Why Your eLearning Video or Demo Must Have a Script First
Sept. 9, 2015 • Max Yoder • Video
When it comes to creating a product demo
video it’s often intuitive to create the video first. After that, the script
flows in, right?
Well, not quite.
If you create the video first, you
sacrifice fluidity and opportunity to emphasize. The only limit you should have
is the length of the video you desire. That limitation is enough to build the
foundation of your video.
I recently constructed a short video
about our learning software. In 44 seconds, it explains what Lesson.ly is and
how it helps businesses grow. There is a longer version (six and a half
minutes) that adds detail, showing how to actually use core parts of the
In both cases I wrote the script first.
With the complexity of animation included, editing Lesson.ly’s short product
demo took me three hours. The longer version took about eight to ten hours to
edit. But if I hadn’t written the script and imagined the formatting prior, I
would’ve added hours to my workload.
Here are three reasons why scriptwriting
first makes the entire production run smoother:
- You’ll think about what you’re saying
Ditch the technical jargon, and speak
like you would to a friend. Having the main selling points in your video is
enough to hit your target market, but anyone who watches your production should
be able to easily comprehend what you’re saying.
- You’re planning without realizing it
There’s always an initial anxiety with
any project to immediately take action—to do instead of think. Yes, writing a
script is doing something, but as you write, you’re planning your future moves
as well. Instead of being overwhelmed at where to start and what graphics to
use, a script frames the entire production. It works as an outline. Thinking
about what you want to say will instigate thinking about what you’ll show and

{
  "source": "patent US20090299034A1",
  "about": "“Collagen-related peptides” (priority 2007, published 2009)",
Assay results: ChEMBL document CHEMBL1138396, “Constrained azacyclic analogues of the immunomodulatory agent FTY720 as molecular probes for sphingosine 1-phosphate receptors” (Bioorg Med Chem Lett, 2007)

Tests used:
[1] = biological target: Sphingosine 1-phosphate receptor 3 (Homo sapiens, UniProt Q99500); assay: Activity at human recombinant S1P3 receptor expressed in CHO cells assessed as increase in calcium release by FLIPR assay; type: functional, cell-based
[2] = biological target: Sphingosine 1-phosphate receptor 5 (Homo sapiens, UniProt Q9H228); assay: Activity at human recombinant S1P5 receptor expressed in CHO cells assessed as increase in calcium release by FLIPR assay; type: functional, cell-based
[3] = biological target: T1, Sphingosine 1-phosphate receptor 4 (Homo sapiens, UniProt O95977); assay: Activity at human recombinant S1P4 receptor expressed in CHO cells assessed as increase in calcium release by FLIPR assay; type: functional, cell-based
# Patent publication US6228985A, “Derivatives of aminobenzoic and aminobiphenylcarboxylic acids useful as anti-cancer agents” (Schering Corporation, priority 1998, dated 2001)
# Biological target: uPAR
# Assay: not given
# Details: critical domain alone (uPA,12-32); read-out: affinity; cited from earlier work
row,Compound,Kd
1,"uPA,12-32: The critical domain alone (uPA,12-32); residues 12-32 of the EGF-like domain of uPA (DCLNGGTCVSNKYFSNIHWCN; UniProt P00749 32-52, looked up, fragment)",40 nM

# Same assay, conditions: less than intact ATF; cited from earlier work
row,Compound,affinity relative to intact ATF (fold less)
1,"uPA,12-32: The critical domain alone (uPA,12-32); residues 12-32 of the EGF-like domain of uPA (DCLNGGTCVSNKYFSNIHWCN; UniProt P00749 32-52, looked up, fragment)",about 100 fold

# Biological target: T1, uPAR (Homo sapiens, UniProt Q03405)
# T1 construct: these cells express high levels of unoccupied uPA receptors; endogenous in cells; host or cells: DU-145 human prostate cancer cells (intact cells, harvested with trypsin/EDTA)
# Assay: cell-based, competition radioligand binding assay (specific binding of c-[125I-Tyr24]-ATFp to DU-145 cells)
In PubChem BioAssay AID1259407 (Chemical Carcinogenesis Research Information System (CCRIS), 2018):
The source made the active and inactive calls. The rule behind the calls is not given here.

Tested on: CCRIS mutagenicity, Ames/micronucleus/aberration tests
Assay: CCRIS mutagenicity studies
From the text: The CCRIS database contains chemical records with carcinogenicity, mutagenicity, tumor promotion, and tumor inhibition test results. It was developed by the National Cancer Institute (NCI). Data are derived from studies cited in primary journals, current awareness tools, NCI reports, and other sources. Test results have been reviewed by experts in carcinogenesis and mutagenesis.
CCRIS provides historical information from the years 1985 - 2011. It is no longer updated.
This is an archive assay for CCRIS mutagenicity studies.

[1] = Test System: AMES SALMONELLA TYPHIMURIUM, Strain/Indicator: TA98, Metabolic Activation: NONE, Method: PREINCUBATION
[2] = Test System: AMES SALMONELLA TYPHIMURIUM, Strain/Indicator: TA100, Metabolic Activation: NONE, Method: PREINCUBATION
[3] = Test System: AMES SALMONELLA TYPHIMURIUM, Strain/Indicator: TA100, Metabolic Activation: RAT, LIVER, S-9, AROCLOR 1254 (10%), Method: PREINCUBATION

the time it will take.
- Editing doesn’t become tedious
With a script in-hand, recording the
voice-over and editing the video becomes less of a hassle. There’s less clip
maneuvering, cutting, and uncertainty. The script’s framework forces you to
imagine what visuals you want and where you want them. It creates a paved road
to completion, not a rocky one.
Editing after creating a script allows
you to improve instead of improvise. Instead of adding things you forget,
having the script lets you improve what you already have. You wrote the script
knowing what you wanted in it. Now, take what you had planned, and make it better.
So you can see what was involved in creating and editing them,
these links will take you to the short video and the longer version that Max wrote about. This should give you some basis for
estimating the length of time it takes to create and edit similar length videos
with similar use of graphics and animation.
If you’ve never written a script or worked with
audio production, Jennifer De Vries and Stephen Haskin will present a Guild
Academy blended course, Scriptwriting and Audio Production for eLearning,
beginning September 23 online and concluding with live, in-person training at
DevLearn 2015 in Las Vegas. Details